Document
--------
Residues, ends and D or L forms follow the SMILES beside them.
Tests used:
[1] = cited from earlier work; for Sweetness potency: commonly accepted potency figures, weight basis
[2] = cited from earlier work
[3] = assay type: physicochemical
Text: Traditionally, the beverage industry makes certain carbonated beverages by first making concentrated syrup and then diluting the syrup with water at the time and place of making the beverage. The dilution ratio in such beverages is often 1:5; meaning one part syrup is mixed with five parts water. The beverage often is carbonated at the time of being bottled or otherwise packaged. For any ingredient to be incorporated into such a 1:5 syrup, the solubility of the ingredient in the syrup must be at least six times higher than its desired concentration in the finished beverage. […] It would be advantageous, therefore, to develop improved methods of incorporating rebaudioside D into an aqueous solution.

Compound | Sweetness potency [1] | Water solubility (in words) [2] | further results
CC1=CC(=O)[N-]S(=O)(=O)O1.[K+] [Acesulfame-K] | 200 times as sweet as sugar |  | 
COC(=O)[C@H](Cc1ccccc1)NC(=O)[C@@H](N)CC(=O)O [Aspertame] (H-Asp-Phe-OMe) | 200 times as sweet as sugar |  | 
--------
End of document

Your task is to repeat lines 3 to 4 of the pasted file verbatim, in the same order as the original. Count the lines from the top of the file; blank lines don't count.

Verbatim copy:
[1] = cited from earlier work; for Sweetness potency: commonly accepted potency figures, weight basis
[2] = cited from earlier work